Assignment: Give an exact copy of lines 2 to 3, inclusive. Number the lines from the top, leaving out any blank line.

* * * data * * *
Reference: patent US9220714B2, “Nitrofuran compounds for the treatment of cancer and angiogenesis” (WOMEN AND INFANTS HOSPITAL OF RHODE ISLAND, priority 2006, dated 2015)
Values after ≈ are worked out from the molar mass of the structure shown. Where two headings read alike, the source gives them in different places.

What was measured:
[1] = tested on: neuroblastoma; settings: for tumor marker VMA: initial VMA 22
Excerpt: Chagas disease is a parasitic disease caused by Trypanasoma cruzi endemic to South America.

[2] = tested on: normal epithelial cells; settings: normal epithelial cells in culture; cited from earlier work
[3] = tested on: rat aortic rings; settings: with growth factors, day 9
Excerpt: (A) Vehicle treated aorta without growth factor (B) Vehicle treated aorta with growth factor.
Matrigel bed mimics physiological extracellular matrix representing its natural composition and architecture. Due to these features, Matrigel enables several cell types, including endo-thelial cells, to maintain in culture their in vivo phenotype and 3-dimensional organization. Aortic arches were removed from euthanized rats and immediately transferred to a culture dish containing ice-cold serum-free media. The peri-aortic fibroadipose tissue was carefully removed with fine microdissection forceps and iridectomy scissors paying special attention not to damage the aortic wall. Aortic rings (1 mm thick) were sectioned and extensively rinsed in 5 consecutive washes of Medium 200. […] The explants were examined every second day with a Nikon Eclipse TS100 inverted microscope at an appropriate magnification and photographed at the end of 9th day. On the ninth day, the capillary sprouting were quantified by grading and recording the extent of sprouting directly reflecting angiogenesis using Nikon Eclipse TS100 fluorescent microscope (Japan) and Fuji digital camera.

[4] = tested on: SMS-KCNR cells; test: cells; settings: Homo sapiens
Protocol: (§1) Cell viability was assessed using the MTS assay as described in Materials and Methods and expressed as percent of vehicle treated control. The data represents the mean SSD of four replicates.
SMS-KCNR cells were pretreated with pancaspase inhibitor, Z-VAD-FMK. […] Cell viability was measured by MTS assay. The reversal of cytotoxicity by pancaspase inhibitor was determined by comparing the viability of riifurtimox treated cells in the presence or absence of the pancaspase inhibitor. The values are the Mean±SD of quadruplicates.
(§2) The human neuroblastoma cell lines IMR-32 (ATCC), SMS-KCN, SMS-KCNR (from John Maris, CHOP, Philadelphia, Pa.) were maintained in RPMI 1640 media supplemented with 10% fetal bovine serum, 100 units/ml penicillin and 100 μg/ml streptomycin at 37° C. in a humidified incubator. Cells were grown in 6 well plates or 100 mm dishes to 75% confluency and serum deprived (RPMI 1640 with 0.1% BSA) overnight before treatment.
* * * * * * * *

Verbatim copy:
Values after ≈ are worked out from the molar mass of the structure shown. Where two headings read alike, the source gives them in different places.

What was measured: